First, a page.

The body is a brilliant machine, designed to be strong and resilient. It heals from wounds and fends off sickness. It provides us with T cells, which patrol the body to recognize and destroy abnormalities and invaders. Most of the time, the system self-regulates without us even being aware of the work it’s doing. But sometimes, the system glitches: Cancer happens.
As Dr. Jedd Wolchok, a medical oncologist who treated my cancer and the guy who eventually saved my life, explains it: “The idea is that there are several phases in immune surveillance. The first is elimination. Tumor arises. Immune system sees it. It’s gotten rid of. End of story. The next phase is equilibrium, where a tumor arises, the immune system sees it, can’t quite get rid of it, but the cancer doesn’t do any more; it doesn’t spread.
“Then there’s the final E— escape. Escape is what we deal with, unfortunately, on a day-to-day basis. The tumor has learned skills that allow it to evade the immune system.”
Cancerous cells, clever devils that they are, contain an inhibitory signal that scrambles that immune system response. That’s what allows cancer to survive and the reason that cancer cells spread—the T cells that are supposed to destroy them don’t know to kill them.
Officially targeting cancer
Once the immune system has been overridden, it’s traditionally been the job of conventional—and invasive—protocols to do that work of fighting cancer instead. And once you’ve experienced cancer firsthand, it’s generally been understood that you will live forever with the awareness that it’s always lurking around the fringes of your future, waiting to pop up on the next set of scans. There’s always been another shoe that could drop, another chance the signal could get scrambled again.
For generations, treatment barely progressed beyond surgery, radiation, and chemo—the holy trinity known as slash, burn, and poison. For many patients, these treatments are highly effective. But because cancer invades on a cellular level, it can be an extraordinary challenge to remove it definitively—and blasting away cancer frequently comes at the expense of the healthy parts of the body too. Surgery cuts around wide margins of the cancer’s surrounding terrain. Chemo kills dividing normal cells as well as cancerous ones.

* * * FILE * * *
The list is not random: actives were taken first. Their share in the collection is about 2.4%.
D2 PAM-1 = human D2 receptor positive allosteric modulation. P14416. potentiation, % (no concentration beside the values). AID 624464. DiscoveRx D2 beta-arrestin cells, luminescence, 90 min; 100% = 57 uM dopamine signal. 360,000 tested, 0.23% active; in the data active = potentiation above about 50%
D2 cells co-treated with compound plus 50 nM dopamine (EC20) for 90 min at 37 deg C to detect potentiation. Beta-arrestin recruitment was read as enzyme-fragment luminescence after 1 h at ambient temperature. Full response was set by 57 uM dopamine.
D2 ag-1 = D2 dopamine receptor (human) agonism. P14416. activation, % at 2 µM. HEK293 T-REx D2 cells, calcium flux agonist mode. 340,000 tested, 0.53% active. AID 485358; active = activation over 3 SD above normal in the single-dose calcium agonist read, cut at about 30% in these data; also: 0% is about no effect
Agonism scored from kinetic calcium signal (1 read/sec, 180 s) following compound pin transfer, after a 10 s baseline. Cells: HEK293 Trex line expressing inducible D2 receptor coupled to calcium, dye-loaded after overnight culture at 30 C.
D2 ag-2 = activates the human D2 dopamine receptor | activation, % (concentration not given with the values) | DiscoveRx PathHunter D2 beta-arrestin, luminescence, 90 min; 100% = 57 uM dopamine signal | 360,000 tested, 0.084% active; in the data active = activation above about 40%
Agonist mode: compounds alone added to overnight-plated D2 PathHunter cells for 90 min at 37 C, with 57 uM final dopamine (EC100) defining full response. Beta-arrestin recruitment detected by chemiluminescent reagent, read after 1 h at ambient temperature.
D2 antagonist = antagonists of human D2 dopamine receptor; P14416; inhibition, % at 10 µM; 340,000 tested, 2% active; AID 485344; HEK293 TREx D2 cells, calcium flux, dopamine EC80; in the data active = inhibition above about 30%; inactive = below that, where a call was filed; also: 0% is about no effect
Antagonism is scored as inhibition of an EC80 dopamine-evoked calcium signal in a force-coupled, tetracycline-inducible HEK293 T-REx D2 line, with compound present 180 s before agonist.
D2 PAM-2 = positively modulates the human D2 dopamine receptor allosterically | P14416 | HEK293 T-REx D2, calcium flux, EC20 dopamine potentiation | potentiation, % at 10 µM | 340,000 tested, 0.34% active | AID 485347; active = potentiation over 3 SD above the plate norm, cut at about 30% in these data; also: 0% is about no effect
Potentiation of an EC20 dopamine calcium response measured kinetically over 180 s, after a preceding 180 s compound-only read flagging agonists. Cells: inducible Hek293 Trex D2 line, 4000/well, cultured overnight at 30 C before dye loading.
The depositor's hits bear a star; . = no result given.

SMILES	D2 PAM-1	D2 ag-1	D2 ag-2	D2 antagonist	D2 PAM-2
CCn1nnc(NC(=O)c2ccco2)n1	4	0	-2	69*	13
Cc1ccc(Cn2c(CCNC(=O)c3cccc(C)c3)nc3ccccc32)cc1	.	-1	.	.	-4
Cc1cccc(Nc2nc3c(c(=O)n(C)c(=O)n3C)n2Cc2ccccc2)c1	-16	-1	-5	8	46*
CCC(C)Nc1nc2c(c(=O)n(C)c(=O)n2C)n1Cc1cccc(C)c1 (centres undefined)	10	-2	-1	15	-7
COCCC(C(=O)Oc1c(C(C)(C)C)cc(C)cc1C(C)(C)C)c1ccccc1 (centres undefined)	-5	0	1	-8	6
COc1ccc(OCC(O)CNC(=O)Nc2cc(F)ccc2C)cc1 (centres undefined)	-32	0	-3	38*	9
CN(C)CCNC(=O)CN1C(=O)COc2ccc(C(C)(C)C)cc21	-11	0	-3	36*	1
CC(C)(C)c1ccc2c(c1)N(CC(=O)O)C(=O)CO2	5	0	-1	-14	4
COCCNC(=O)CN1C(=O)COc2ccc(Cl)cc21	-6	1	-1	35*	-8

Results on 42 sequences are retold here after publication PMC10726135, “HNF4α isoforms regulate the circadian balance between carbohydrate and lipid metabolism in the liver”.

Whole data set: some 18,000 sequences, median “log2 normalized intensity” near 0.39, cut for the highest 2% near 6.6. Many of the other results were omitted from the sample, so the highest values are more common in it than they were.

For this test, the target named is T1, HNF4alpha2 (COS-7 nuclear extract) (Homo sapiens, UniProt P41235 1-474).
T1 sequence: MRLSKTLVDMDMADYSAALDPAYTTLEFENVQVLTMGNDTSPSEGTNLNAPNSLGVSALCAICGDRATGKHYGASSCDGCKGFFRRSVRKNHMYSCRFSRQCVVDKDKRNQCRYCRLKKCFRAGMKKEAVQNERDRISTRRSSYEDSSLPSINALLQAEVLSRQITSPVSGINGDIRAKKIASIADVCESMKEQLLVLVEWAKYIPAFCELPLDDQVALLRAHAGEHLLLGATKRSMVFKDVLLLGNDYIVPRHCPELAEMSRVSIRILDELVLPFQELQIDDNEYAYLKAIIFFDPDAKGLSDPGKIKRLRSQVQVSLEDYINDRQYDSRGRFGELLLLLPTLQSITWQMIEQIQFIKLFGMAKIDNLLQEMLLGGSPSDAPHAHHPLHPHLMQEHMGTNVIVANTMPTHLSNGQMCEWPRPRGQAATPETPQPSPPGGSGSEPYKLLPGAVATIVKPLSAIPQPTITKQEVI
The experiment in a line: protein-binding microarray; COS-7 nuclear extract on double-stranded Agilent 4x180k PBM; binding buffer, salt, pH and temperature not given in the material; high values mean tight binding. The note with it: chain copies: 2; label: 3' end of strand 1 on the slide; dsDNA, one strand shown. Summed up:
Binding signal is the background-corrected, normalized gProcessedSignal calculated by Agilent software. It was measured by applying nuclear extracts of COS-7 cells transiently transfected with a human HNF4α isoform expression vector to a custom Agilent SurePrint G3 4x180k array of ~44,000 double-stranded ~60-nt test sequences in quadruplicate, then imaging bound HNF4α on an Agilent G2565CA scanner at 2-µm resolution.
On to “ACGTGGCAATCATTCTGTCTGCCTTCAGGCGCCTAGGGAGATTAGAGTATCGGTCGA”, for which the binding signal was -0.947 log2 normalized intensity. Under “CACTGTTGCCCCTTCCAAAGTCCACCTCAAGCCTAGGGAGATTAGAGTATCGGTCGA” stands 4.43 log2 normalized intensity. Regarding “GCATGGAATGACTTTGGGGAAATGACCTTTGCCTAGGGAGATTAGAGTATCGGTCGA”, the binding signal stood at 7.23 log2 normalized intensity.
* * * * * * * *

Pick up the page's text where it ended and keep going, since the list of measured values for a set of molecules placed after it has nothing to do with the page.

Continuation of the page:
The toll both the disease and its treatment extract can be profound. Writing in 1957, Australian virologist Macfarlane Burnet concluded that “there is little ground for optimism in cancer,” but added that while at the time “anti-cancer drugs are also carcinogens. A slightly more hopeful approach, which is, however, so dependent on the body’s own resources that it has never been seriously propounded, is an immunological one.”
When President Richard Nixon signed the National Cancer Act of 1971, it was the beginning of a new era in looking at how cancer behaves—and exploring new ways of treating it. Recalling it now, Dr. James Allison, professor and chair of immunology and executive director of the immunotherapy platform at MD Anderson Cancer Center, says, “The best advisers in the field said, ‘We don’t know much but to throw chemo and radiation and surgery at cancer.’ I think what subsequently came out of that work was an amazing amount of detailed information about normal cell growth regulation and how it goes awry in cancer. It’s really magnificent.”
Nearly 40 years later, in 2009, the Obama administration launched a similar initiative, vowing a broad allocation of funds toward medical research across a wide spectrum, including one billion dollars for “research into the genetic causes of cancer and potential targeted treatments.”
Yet even now, the default protocols for patient treatment are still often limited to the familiar trio: surgery, radiation, and chemo. And although overall cancer incidence and death rates have declined since what became known as the 1970s War on Cancer, progress has been slow and success has been erratic.
Can cancer be cured?
One of the other great challenges for researchers has been that cancer has an exasperatingly bountiful array of manifestations. There are more than 100 different kinds of cancer that affect humans. There are cancers of the blood and bones and organs. Cancer is many, many things, though “sneaky” and “unpredictable” tend to be among the universal traits.
A big breakthrough for one form of it doesn’t automatically mean a hopeful “cure” for any other types. Your neuroblastoma isn’t someone else’s breast cancer. The phrase “breast cancer” itself can mean different things to a person with the BRCA2 gene mutation and one without it. And because of individual circumstances and cell mutations, my melanoma isn’t your melanoma.
That’s why there will likely never be a cure for cancer. And I say that as someone who has, for all intents and purposes, been cured. Cancer is not a single disease, and it almost certainly can’t ever be addressed with a single magical potion. It has to be approached with a variety of protocols. So when well-meaning people—or, more infuriatingly, certain cancer organizations that ought to know better—talk about finding “the cure” for “this disease,” it’s a good bet that they are talking a lot of nonsense.
The path of medical research progress is not leading to one solution for everything. But as science moves forward with increasing sophistication and depth, there are going to be more and more patients fortunate enough to obtain a specific treatment—or combination of treatments—that seems to eradicate their cancers.
Even then, though, there will probably always continue to be people for whom those same treatments simply don’t work. We aren’t built on assembly lines. Our bodies are unique. Our cancers are too.